Some thoughts on the SAE controversy

 After careful thought and consideration, I am ready to discuss publicly my feelings about the recent events that have occurred concerning the Sigma Alpha Epsilon fraternity organization at the University of Oklahoma. Even though it has been over a week, my thoughts are still a bit jumbled. The event, and specifically the fact that such a heinous chant could be produced and repeated by students at my own University, hit me deep in my gut. I wouldn’t say it was a stab, because that’s too sharp of a pain. The feeling that rests within my stomach is a deep, devouring pit of sadness and shame. Embarrassment is too kind a word. 

 The Monday after the video surfaced, the weather in Norman was drizzly and wet, overcast and thoughtful. Although I usually appreciate such weather, there was a tension in the air as I walked down the South Oval that could not be removed. I would not have wanted it to be removed, because then I might have been able to forget how ashamed I was of our student body. 

 There was a bond between every Sooner that was broken on the Sunday the racist video from the SAE party bus surfaced. Unfortunately, it had been broken for quite some time without the majority of us realizing it. As Sooners we are all connected by our choice of being here, of attending a great University on a beautiful campus in a wonderful town. By allowing evil thoughts to be formed into a rhyming chant, and then allowing such a mantra to recur in a large group without anyone calling out the malevolence within it, the student body failed itself. 

 There is a Student Honor Code, and everyone on the bus that night failed to abide by it. Group mentality can be a powerfully wicked thing, and I accept the fact that there were people on the bus who did not agree with the chant but were simply too shocked, and possibly afraid, to stand up against it. However, I am not so dull as to believe that was the first time the chant had ever been recited. The incantation was practiced and calculated and had been going on for some time, most definitely in various places, yet a single student never voiced an opposing opinion loud enough to be heard.

 I myself had never heard anything akin to the vicious racist chant that was captured on video, as with many other students on campus, but at least an entire organization tied to our campus had actively participated and taught it to others. As students attending the same University, we all come together as an individual unit, no matter our differences. This is why the student body as an entity should feel ashamed. We are all connected, and we failed each other.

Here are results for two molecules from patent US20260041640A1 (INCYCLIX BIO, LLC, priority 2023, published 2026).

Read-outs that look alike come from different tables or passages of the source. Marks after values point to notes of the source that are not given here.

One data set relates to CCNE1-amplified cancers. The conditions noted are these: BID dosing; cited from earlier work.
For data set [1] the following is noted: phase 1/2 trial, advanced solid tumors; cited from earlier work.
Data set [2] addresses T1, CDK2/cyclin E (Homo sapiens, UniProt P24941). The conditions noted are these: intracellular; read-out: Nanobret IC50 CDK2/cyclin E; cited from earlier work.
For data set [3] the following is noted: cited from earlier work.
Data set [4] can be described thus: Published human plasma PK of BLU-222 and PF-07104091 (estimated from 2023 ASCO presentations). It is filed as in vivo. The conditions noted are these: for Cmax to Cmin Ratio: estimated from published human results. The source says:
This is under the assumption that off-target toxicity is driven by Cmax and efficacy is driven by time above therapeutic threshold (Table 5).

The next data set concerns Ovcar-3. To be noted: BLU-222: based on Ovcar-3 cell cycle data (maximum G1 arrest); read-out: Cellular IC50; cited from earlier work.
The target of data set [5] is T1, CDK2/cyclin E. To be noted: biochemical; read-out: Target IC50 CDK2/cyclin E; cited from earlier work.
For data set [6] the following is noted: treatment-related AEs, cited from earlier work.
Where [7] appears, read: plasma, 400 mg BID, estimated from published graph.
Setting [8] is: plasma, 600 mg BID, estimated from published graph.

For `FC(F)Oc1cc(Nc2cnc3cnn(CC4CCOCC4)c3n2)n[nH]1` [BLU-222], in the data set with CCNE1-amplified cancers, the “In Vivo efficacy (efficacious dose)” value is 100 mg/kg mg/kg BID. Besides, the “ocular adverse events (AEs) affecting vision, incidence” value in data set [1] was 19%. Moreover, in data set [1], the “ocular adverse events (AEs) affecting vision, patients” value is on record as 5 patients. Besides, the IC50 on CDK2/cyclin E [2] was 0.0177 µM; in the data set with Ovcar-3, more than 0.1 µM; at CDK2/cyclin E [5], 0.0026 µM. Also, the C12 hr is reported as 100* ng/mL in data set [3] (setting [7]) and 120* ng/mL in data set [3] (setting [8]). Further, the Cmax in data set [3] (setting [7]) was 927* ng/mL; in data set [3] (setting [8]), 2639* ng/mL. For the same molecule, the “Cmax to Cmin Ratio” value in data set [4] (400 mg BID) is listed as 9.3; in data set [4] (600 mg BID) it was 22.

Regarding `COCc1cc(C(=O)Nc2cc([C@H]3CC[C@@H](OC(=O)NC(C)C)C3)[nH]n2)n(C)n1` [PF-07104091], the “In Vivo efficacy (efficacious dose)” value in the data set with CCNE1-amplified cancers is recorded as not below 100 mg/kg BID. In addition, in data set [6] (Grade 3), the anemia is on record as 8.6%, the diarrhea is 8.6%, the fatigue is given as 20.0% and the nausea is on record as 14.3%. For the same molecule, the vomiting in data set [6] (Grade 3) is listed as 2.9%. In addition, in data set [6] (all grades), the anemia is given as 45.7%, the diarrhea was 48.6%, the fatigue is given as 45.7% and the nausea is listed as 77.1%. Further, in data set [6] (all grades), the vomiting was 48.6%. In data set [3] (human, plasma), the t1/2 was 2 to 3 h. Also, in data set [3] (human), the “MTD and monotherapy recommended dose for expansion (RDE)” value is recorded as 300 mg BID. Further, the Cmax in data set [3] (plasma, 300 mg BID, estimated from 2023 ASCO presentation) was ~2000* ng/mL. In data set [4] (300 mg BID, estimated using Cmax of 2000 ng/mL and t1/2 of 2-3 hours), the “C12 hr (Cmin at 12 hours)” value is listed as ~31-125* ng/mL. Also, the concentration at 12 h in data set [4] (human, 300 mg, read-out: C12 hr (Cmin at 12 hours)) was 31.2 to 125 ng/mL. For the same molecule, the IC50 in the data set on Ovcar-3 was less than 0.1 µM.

Our brother and sister Sooners of every minority have a right and a duty as human beings to stand up for these basic rights, and as a human being myself and also as a Globally Engaged Fellow who will soon be representing my University abroad, I stand in solidarity beside them. As our eloquent and fearless leader President David Boren said, real Sooners are not bigots. They take care of each other and treat each other with respect. There will be no room for bigotry abroad in my studies and journeys in Tanzania and elsewhere. 

 Although I had an open and welcoming mind to all people before this tragedy of passivity occurred, I will carry this event with me abroad and continue to learn from it. I will not fall victim to the injustice that can be carried out in groups. I will think and act as a mindful individual who cares for all others as if they were my family, because they are my family. As a real Sooner who will be representing true Sooner values, I will treat each person I meet with the respect they deserve. 

 The pit of shame in my gut, although temporarily a negative feeling, will deepen and grow to enact a powerful change in my world. I will not allow anyone I have influence over to carry out heinous acts, be they verbal or physical, against anyone else. I will urge myself and others to behave as we all should, in a way that allows us to grow respect for ourselves, even when no one is looking or listening. 

 The University and its students will all grow from this debacle. As a Global Engagement Fellow, I will spread this growth throughout the world, working toward a place for all people to live where racism and bigotry do not exist. We are all equal beings on this earth, and I will not stand for anyone who thinks or says differently. Such is my duty.